Inside Housing – Insight – Will soaring metal costs slow siding sanitation?

Headache for BSF candidates

Elsewhere in the country, renters are mired in similar issues. In a building in the North West of England, tenants have been warned that delays in repairing their building are likely to drive up prices.

“The longer this situation continues, the more likely we will be affected by cost increases due to inflation,” the tenants said in an email from their management company and seen by Inside the housing.

He added: “There is a risk that the contractor decides to withdraw from the project. This would mean that the works would have to be re-tendered, which could have further cost and program implications. »

Scott Mason, founder of Clad To Help, which advises on reclamation projects, is aware of the issues.

“Contractors are overwhelmed with demand for remedial work and wider supply chain issues are affecting material prices and lead times, creating a headache for Building Safety Fund (BSF) applicants who find themselves running after them,” he said.

It echoes Ms. Saha’s experience with quotes from contractors. “In the current climate, contractors can’t sustain their price as long as they would have a few years ago,” he says.

“I had a situation where I just wanted a small amount of metallic coating for training purposes, which I would normally have gotten in a week. But it got to the stage where there was an eight week wait”

Other difficulties are found in this matrix. Contract negotiations between applicants and a contractor often cannot be finalized until a grant is officially offered, says Mason.

“But this offer may be months after the second stage of the fund has been submitted due to prolonged governance,” he says. “It is only at the conclusion of contract negotiations that the price effectively becomes locked in between the claimant and the contractor, whereas the amount requested and offered by the OSB is based on the contractor’s offer price. reconstructed months before.”

Mr Mason says that with his own situation, they have included a 3.5 per cent contingency allowance to cover cost increases in the four months before submitting a claim to the OSB. However, he says, the contract price increased by more than 6% by the time the work was due to be done. “We had no choice but to dip into a separate general provident sum that was earmarked for other unknown risks,” he says.

Tying contractors to get the job done is also a recurring theme. Giles Grover, from the End Our Cladding Scandal campaign, says, “I think some entrepreneurs can almost pick and choose which projects they work on, because there are so many.

Lately, the issue of rising material costs has also loomed on the horizon. This was a problem before Russia invaded Ukraine, but has since been made worse by the conflict.

Steel prices, in particular, surged as supplies were disrupted across Europe, with Russia the world’s fifth-largest steel producer. Meanwhile, in March, British Steel raised prices by 25% – reportedly its largest one-time increase on record.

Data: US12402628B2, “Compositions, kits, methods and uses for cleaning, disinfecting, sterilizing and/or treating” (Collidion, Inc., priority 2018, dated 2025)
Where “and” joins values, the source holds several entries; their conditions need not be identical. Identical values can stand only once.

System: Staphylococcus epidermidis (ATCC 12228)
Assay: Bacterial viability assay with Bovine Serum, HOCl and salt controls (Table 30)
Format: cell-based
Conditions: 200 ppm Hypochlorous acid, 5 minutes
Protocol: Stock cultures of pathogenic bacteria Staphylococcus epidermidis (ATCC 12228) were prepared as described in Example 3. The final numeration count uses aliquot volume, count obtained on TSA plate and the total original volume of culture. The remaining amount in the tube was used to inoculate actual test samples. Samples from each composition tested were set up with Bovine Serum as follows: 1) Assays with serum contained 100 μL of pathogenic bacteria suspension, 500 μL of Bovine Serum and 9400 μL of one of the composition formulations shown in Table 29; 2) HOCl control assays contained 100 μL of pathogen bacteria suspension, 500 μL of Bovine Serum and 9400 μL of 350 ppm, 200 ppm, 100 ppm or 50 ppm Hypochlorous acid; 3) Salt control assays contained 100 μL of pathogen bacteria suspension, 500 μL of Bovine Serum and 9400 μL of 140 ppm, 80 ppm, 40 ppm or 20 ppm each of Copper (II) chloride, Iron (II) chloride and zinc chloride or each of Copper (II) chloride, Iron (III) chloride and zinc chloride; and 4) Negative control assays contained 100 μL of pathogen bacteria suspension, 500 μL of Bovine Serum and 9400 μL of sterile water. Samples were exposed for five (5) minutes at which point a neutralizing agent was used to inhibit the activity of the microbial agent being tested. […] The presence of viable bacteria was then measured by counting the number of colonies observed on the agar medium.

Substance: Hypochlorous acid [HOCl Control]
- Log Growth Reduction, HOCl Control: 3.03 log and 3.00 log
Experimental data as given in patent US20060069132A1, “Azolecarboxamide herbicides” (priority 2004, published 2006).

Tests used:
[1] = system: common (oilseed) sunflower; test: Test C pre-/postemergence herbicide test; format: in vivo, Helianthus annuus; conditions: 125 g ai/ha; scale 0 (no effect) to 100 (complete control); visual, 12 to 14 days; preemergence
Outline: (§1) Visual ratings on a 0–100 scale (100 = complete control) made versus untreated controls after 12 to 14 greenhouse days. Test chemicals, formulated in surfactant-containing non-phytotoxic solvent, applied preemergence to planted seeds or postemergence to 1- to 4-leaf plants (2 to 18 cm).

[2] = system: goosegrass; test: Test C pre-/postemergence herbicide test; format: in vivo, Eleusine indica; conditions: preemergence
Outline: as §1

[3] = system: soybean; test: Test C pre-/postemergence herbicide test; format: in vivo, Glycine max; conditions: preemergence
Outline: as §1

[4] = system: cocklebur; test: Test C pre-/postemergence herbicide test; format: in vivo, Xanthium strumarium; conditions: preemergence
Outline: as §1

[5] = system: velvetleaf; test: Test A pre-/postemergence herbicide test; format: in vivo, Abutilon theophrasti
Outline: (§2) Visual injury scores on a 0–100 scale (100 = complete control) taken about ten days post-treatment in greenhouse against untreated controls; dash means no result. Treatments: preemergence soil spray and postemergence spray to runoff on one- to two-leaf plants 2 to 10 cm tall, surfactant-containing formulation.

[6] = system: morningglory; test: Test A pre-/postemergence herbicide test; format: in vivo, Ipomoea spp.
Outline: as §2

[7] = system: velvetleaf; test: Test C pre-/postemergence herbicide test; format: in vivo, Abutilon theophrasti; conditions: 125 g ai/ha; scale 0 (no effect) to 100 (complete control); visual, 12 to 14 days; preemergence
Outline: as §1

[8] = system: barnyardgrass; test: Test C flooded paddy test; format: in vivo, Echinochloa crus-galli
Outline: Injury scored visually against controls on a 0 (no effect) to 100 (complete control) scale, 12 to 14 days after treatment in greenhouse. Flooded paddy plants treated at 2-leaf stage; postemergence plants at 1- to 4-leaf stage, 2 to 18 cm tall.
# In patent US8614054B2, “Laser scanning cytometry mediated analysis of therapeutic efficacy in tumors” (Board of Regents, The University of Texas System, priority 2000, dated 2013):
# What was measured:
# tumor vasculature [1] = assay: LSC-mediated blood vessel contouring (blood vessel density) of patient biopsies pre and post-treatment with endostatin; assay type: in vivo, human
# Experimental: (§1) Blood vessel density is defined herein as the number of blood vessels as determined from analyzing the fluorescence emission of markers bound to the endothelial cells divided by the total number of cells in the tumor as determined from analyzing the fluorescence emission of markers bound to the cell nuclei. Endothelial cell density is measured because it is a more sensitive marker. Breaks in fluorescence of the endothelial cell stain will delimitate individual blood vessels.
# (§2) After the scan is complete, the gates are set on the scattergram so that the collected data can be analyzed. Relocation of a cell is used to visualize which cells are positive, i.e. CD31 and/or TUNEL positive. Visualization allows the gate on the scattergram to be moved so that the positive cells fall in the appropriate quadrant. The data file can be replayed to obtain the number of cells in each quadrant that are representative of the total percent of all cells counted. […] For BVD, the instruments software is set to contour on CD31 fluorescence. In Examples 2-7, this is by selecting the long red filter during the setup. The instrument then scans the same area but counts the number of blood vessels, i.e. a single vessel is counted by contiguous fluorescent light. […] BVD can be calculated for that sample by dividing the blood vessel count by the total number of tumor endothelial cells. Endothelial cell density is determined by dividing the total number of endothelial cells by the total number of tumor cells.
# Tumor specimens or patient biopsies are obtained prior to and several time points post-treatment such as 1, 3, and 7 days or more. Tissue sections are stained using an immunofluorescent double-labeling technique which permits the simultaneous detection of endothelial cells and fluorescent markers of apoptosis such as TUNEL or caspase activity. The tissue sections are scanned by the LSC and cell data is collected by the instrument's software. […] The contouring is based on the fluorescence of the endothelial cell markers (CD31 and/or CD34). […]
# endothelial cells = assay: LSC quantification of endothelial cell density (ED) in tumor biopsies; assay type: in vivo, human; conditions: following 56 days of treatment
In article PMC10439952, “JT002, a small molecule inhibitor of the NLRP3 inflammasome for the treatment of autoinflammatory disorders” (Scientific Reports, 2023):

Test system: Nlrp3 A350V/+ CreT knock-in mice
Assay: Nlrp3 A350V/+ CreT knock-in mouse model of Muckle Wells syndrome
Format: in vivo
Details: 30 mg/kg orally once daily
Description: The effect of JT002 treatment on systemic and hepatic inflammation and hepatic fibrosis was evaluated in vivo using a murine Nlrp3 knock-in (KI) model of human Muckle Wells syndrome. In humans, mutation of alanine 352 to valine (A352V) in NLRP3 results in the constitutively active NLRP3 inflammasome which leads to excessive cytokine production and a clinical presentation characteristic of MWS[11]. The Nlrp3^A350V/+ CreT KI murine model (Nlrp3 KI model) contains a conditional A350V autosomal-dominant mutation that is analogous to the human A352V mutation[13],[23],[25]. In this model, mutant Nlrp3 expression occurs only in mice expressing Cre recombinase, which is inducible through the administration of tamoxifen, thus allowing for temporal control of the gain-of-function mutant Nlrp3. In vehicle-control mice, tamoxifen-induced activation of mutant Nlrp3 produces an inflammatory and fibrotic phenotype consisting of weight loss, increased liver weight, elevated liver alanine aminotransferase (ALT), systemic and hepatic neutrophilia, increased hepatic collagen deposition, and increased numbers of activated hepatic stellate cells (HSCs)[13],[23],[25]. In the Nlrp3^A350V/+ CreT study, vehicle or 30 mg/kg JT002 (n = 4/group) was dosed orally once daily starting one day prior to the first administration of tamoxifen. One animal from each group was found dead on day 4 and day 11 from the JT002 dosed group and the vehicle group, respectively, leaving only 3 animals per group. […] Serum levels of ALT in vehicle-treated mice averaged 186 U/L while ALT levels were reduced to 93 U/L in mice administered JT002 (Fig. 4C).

“Just because you’re seeing a double-digit increase in material and product costs doesn’t mean you’re seeing total construction costs go up by double-digits”

Noble Francis, economic director of the Construction Products Association, says steel and aluminum have been hit by a double whammy from a spike in commodity and energy prices, with both materials being commodity commodities. high energy intensity.

He thinks there could be ‘significant impacts’ on surfacing remediation projects next year, although he suggests the spikes could even out over the next six months if there isn’t. no other occasional shocks.

He is, however, keen to point out that two-thirds of contractors’ costs are usually labor costs. “Just because you see double-digit increases in material and product costs doesn’t mean you see total construction costs increase in double digits,” he explains. “Labour costs are still in single digit inflation.”

Carlton Jones, director of the Metal Cladding and Roofing Manufacturers Association, says he has also noted the sharp rise in steel and aluminum costs since Brexit and the pandemic.

He saw the price of some steels double from £800 a tonne to £1,600 a tonne. “I know of a coated steel supplier who quadrupled their prices in eight or nine months,” he says.

“Brexit is not sorted”

Lead times have also been an issue. “I had a situation where I just wanted a small amount of metallic coating for training purposes, which I would normally get in a week,” says Jones.
“But he got to the stage where there was an eight-week wait.”

It also depends on where the products come from. “The steel supply could come from the UK, Europe or the Far East. And people might feel like Brexit is sorted, but as far as the industry goes, Brexit is not sorted. Trade agreements, customs and CE marking are all problematic. »

Jonathan Evans, managing director and president of coatings supplier Ash & Lacy, notes the significant impact of the war in Ukraine.

“One of the biggest aluminum manufacturers in the world is Rusal (headquartered in Moscow),” he says. “But obviously, because of the sanctions, that means around 12% of the global aluminum supply is affected. This does not help the situation. »

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